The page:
We know more of Venus now thanks to the interpretation of data collected by the Venus Express probe of the The European Space Agency’s (ESA).
The Venus Express probe was sent by the ESA to glean information concerning Venus; it spent 8 years fulfilling its mission, but it went offline back in 2014. Thankfully, its last group of data was transmitted to us. The new knowledge has revealed much about Venus.
The atmosphere of Venus at its poles is much colder and less dense than scientists had previously thought. Furthermore, strong atmospheric waves have been documented in these regions like never before.
The average temperature of the polar regions is around -157 degrees Celsius — this is about 70 degrees lower than the previous calculations of researchers. How does this happen when Venus is the hottest (462 degrees Celsius) known planet in our solar system, even surpassing Mercury?
Another surprising discovery is that its atmosphere is 22 to 40% less dense than expected at the poles. How is this possible when the planet which is so close to the sun has a dense, heat-trapping cloud layer (which also accounts for its hot temperature)?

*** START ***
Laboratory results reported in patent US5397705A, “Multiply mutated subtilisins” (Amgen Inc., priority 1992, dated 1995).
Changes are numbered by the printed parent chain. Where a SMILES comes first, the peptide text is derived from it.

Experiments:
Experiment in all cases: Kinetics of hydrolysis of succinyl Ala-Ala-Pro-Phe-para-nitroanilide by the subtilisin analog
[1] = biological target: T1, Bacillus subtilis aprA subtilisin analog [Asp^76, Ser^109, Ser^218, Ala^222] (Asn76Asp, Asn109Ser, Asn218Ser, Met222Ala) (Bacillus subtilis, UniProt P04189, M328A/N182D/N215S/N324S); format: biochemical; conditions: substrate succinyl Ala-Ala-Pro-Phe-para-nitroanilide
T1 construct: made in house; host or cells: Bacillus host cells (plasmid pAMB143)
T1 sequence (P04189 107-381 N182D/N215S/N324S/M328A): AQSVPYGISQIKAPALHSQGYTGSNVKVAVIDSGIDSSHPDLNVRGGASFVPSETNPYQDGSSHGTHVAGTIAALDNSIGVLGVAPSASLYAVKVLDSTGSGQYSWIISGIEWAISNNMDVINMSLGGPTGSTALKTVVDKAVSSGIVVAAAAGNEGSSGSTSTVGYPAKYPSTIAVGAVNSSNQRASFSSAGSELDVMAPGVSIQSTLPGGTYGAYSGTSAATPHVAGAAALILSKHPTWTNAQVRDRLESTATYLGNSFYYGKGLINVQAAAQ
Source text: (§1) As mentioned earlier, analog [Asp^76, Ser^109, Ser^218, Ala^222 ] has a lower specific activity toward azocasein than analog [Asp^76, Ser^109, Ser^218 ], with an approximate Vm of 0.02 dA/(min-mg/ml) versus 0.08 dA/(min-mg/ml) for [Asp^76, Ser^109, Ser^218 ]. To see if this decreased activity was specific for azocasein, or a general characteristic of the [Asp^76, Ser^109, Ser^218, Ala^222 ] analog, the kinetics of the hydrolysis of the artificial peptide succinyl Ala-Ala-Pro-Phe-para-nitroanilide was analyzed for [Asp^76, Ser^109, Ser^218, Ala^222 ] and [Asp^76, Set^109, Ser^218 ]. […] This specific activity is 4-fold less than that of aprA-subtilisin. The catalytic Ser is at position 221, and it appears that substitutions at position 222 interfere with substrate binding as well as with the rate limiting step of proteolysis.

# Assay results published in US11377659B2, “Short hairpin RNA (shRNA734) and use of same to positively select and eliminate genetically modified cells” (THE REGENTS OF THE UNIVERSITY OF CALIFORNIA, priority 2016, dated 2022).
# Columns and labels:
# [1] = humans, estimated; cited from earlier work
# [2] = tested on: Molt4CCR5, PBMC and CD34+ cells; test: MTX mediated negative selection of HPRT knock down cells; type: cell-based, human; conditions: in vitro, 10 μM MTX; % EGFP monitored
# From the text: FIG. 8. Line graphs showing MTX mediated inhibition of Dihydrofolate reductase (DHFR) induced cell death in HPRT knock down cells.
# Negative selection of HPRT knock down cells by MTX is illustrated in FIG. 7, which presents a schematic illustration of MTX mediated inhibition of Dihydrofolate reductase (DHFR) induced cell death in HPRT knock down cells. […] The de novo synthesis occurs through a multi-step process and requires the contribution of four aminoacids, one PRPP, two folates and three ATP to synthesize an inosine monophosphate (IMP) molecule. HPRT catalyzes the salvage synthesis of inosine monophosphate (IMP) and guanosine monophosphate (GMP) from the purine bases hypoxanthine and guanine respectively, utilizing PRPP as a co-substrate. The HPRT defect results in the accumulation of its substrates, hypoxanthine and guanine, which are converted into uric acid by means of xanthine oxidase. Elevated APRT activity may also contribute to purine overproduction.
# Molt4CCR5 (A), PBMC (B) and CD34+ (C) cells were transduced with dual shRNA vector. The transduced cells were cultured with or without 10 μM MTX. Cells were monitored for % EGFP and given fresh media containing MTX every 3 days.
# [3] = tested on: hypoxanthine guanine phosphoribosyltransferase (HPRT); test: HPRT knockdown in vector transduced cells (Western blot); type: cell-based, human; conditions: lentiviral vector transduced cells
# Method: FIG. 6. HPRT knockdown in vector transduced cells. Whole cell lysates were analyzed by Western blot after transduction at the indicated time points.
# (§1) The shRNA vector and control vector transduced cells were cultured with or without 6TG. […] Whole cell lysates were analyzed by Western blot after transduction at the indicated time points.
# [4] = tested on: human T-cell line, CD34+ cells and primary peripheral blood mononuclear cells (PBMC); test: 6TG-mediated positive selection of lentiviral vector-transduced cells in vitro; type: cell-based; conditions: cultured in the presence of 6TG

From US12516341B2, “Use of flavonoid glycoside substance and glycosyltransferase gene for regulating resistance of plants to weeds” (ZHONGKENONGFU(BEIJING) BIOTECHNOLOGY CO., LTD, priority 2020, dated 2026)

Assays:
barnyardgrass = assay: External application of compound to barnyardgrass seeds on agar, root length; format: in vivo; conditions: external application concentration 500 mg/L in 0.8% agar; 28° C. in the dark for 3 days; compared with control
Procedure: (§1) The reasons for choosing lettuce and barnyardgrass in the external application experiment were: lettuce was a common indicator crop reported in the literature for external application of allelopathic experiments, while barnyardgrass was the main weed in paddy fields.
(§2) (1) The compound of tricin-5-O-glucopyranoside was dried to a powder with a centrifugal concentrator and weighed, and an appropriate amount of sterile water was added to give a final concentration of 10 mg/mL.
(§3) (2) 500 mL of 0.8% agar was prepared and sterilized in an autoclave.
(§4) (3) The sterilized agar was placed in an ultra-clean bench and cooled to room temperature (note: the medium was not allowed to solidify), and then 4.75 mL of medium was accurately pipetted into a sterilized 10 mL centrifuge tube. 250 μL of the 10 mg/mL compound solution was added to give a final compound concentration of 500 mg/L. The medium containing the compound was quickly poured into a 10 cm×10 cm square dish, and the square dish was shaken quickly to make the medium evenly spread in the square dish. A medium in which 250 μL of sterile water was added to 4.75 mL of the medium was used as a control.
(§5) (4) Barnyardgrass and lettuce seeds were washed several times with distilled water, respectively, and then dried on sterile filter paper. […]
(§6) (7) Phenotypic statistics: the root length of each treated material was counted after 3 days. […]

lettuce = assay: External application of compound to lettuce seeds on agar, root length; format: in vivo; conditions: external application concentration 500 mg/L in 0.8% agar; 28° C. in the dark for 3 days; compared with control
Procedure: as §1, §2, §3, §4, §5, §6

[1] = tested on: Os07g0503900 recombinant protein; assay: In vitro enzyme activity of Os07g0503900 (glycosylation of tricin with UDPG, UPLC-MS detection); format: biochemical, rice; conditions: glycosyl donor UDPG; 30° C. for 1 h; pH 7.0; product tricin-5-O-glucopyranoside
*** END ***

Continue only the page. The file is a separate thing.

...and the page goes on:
“The existing model paints an overly simplistic picture of Venus’s upper atmosphere,” says the lead author of the new paper, Ingo Müller-Wodarg, from the Imperial College London. “These lower densities could be at least partly due to Venus’ polar vortices, which are strong wind systems sitting near the planet’s poles. Atmospheric winds may be making the density structure both more complicated and more interesting!”
Yet another peculiar aspect of the planet is the group of strong atmospheric waves that travel in a vertical direction instead of horizontally.
It appears that Venus holds more mystery than we would have thought. Full of apparent paradoxes, it has much to reveal to us —but, question is, will it?